@Field scope of a Map?

I have two @Field defines - a String and a Map and they work correctly within my app but within a child device driver they are out of scope. That's fine I expected that, although I hoped differently.

During execution my child driver makes parent calls back to my app and then the Map variable is out of scope (well empty) but the String variable is in scope and has previous content.

Why is this and is there anyway I can access my Map object within my app when a parent method is called from my child driver ?

I am doing this to remove some atomicState storage trying to eliminate it for any data that is not required to persist across restarts

An update - what is happening here is that my app finishes it's initialisation and then just waits for events. When my child driver calls a parent method the @Field statements are being executed again and re-initialising the values. Maybe that is expected as they got unloaded when the app completed initialisation ??

Is there anyway I can maintain a memory structure within my app in this scenario , or am I commited to having to use atomicState (or state) even though I build this data from scratch every time. I don't need it retained.

Kevin, could you please post a code sample? I'll trace it down.

That's very kind but it's 7000 lines of code but I will if you wish ? I think I know why it's happening (see my second post) as I can make it happen with the String now - I thought before it was in scope but I was initialising it with a value in @Field

@Field String testString="Hi Kevin"
//@Field Map topicLink = new LinkedHashMap()
//@Field Map topicLink = new HashMap()
// @Field Map topicLink = [:]
if (TopicLink==null) {
    @Field Map topicLink = [:]

I tried all the variations and even tried to stop it being reinitialised

I could probably create a small 20 line app and driver that illustrates this...

If this is inherent behaviour because the app completes awaiting events and purges its memory then @Field has very limited usage for an event driven app

First, the behavior of @Field-annotated variables hasn't been formally divulged to us by staff, as far as I can tell, so I'm not sure I'd recommend it for usage outside of their documented recommendations. However, it appears others, including at least nh.schottfam in this post (who I assume depends on this behavior for webCoRE and would notice if it were different), discovered it can persist between executions in the way that you describe.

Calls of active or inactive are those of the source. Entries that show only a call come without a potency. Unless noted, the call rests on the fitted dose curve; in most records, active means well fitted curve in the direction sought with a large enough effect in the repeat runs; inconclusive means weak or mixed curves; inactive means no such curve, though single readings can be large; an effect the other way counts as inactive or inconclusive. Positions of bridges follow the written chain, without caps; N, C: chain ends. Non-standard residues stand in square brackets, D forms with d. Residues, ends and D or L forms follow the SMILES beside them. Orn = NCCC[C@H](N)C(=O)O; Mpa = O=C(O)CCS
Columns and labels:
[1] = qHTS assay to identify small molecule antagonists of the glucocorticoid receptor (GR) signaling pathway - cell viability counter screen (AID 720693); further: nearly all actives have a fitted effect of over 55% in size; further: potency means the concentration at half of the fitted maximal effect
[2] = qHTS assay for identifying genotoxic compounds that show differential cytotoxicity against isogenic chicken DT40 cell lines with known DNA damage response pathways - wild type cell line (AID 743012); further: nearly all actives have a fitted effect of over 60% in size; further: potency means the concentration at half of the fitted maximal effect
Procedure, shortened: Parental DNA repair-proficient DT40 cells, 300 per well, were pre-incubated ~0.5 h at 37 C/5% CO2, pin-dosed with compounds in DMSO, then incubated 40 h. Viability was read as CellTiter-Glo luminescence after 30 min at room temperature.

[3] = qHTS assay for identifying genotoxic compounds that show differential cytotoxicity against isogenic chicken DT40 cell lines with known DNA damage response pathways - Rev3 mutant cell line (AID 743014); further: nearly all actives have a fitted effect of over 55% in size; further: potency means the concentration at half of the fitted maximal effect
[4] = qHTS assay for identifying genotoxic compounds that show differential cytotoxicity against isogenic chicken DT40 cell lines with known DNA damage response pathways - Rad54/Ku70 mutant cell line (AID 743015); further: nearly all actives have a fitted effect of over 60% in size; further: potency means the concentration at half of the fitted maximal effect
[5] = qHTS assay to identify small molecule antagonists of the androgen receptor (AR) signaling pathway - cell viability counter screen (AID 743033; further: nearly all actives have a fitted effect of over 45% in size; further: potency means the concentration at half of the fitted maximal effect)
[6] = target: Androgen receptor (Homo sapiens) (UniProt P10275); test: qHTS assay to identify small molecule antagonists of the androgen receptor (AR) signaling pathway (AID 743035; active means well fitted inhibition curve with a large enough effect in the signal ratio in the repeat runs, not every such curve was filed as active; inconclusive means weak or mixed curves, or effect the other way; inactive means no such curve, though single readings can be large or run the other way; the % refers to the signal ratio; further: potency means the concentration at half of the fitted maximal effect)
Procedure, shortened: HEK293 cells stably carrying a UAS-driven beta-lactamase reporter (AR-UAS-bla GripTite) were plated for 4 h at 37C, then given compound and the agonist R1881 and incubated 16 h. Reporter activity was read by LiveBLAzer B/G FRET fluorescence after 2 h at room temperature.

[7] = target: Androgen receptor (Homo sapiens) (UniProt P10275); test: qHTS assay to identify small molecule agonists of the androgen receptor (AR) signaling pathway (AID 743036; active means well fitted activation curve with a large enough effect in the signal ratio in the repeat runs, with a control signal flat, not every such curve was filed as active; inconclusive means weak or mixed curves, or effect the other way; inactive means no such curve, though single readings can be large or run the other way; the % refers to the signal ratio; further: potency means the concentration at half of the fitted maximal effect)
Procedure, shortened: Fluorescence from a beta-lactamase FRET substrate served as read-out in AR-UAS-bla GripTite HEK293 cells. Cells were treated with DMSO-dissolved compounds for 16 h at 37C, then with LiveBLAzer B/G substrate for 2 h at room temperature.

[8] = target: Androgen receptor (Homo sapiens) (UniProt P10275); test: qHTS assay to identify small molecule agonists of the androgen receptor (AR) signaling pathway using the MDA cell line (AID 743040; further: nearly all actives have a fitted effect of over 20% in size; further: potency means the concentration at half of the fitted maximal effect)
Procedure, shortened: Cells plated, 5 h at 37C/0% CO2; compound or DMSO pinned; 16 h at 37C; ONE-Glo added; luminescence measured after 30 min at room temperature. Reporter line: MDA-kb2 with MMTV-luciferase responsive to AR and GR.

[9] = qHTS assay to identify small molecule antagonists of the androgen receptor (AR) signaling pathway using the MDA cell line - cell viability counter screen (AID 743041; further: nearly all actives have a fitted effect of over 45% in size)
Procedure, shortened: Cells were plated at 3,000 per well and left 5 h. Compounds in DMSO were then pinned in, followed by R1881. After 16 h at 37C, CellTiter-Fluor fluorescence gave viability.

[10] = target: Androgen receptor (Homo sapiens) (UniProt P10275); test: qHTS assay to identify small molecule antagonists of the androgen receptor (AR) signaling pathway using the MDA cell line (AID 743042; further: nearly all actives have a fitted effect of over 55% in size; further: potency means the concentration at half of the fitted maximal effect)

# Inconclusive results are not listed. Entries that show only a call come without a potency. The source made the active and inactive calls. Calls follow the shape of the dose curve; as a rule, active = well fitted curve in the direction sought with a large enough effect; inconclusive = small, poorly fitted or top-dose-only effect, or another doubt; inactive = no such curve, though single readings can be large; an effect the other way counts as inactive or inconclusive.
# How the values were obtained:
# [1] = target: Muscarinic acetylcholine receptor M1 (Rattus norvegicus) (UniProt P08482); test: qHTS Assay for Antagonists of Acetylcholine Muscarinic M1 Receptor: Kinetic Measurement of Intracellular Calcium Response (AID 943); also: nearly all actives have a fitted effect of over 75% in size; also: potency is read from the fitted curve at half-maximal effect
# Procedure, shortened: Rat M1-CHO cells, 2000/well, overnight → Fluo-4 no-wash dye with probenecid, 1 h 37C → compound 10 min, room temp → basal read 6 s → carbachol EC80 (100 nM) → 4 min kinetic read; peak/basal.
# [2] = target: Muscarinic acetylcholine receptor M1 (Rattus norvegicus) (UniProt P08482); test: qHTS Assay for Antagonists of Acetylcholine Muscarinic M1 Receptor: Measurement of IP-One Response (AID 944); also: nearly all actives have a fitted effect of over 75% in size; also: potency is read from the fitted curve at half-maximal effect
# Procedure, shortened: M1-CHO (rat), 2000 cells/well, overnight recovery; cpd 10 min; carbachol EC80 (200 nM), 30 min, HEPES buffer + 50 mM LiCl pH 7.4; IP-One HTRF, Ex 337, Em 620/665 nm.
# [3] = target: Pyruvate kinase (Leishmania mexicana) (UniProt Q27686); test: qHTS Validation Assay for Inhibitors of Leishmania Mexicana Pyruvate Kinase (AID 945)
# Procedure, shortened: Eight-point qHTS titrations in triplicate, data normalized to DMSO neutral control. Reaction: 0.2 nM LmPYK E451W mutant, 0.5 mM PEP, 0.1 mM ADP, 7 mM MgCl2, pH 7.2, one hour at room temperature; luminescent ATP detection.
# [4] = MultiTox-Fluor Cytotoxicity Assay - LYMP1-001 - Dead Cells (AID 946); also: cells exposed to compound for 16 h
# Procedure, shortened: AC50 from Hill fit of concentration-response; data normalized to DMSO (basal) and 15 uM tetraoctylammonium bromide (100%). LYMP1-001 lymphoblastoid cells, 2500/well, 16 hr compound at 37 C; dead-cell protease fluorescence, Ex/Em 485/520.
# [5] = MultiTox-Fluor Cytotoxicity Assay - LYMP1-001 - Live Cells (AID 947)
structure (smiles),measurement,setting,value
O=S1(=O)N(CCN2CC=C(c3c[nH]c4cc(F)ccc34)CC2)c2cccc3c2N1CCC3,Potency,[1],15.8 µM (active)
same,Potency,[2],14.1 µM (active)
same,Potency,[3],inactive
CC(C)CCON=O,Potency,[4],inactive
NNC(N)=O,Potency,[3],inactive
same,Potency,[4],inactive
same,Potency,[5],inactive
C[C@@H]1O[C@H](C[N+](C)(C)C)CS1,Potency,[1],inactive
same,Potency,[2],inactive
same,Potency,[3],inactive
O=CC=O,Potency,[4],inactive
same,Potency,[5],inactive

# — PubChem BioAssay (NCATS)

I suspect the issue is indeed your initialization of the variable:

@Field String testString="Hi Kevin"

If you aren't familiar with Groovy, all top-level code in a script (which, without seeing Hubitat's exact implementation, I would assume apps and drivers count as) gets shoved inside a method (run(), to be precise), and then that method is (wait for it...) run whenever the script is run (which would be every time an app or driver is invoked on Hubitat since they don't stay constantly "running," just run when invoked somehow), so that would include your initialization code in this example. (The @Field annotation just ups their scope so they aren't restricted to just the run() method, which would not do you any good for pretty much any of your actual code.)

tl;dr can you just declare it, initialize it somewhere else if/when needed, and then use it in the way you're trying to do?


It needs to be static. Each event execution creates a new instance of the "class" that represents the device or app. If you don't make it static you're getting a brand new @Field on every execution.

I have this in my Kevo integration to do some synchronization across executions

@Field static java.util.concurrent.ConcurrentLinkedQueue commandQueue = new java.util.concurrent.ConcurrentLinkedQueue()

That works just fine and doesn't reinitialize.

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Ohh... of course ... let me try static...

I could be wrong since I've never tested this, just going by with what it seems like might be reasonable. Living dangerously, I know. :slight_smile: And I didn't mean to imply that it couldn't be static--I just copied and pasted a line from yours and didn't pay attention to how it was declared. Hope you find something that works!

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Thanks so much both of you ..

.. static works

( never had that in my Pet Commodore Basic ! )


A consequence of that though, if someone installs two instances of your app, it's going to share that variable. How I've resolved this is if I wanted, let's say a boolean in a @Field instead I make a Map of booleans where the key is the appid.

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That in itself is a nugget of information - but yes I see using a Map with the appID would solve that

There's no way I can share this Map (in memory) with my child device driver is there , or just for completeness a child app ?

Sure, make a method called getMap in the app that provides access to the @Field, then call parent.getMap() from within the children.

OK - makes sense .. so is a pointer passed to the memory construct and is there a possibility that an update made within the child could conflict with a simultaneous change made in the main app ?

I'm going to guess this overlaps with the mutex thread that's being discussed currently to be totally safe with concurrency as there's no locking on the variable (for example in an increment counter situation)

Great questions... A Map is not inherently thread safe so you will have race and concurrency issues. You can use the synchronized keyword to lock your critical sections.

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